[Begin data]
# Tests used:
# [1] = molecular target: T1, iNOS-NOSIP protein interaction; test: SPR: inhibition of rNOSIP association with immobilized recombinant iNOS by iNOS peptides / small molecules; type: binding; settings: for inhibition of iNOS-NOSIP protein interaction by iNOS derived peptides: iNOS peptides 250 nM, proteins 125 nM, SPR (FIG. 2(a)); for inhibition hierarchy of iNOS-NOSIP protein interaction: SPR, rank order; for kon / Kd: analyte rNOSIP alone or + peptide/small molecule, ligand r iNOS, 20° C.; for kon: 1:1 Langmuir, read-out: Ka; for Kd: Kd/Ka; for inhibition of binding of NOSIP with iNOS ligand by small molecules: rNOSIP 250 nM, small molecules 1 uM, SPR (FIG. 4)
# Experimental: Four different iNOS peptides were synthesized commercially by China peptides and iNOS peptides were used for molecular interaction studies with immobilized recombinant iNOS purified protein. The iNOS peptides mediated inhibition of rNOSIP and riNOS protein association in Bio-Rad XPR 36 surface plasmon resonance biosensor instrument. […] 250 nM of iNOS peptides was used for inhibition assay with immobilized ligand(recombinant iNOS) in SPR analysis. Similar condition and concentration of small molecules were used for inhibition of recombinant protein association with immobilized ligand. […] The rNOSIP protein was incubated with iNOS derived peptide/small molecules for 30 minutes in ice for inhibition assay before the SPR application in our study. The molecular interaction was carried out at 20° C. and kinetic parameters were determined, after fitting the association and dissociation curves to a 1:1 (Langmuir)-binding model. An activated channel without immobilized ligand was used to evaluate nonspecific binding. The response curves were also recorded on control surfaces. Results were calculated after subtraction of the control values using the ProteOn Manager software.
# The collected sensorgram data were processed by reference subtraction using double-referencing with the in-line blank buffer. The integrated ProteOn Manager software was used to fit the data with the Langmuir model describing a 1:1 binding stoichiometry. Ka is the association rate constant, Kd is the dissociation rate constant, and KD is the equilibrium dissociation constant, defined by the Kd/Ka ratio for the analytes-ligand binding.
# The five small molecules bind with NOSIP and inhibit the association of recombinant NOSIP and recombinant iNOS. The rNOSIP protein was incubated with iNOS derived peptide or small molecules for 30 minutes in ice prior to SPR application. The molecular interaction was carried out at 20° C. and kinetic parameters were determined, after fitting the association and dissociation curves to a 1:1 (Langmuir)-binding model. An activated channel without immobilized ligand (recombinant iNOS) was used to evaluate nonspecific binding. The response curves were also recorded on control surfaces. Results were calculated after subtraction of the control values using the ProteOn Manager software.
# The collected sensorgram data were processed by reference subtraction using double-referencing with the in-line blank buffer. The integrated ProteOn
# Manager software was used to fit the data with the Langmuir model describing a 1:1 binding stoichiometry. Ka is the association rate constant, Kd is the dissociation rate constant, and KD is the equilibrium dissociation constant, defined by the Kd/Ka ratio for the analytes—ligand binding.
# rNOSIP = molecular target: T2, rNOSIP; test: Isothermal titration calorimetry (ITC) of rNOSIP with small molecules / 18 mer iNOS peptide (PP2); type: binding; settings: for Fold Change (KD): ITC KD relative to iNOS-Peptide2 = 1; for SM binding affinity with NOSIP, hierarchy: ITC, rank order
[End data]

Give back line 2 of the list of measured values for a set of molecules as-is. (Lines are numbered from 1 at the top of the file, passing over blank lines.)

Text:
# [1] = molecular target: T1, iNOS-NOSIP protein interaction; test: SPR: inhibition of rNOSIP association with immobilized recombinant iNOS by iNOS peptides / small molecules; type: binding; settings: for inhibition of iNOS-NOSIP protein interaction by iNOS derived peptides: iNOS peptides 250 nM, proteins 125 nM, SPR (FIG. 2(a)); for inhibition hierarchy of iNOS-NOSIP protein interaction: SPR, rank order; for kon / Kd: analyte rNOSIP alone or + peptide/small molecule, ligand r iNOS, 20° C.; for kon: 1:1 Langmuir, read-out: Ka; for Kd: Kd/Ka; for inhibition of binding of NOSIP with iNOS ligand by small molecules: rNOSIP 250 nM, small molecules 1 uM, SPR (FIG. 4)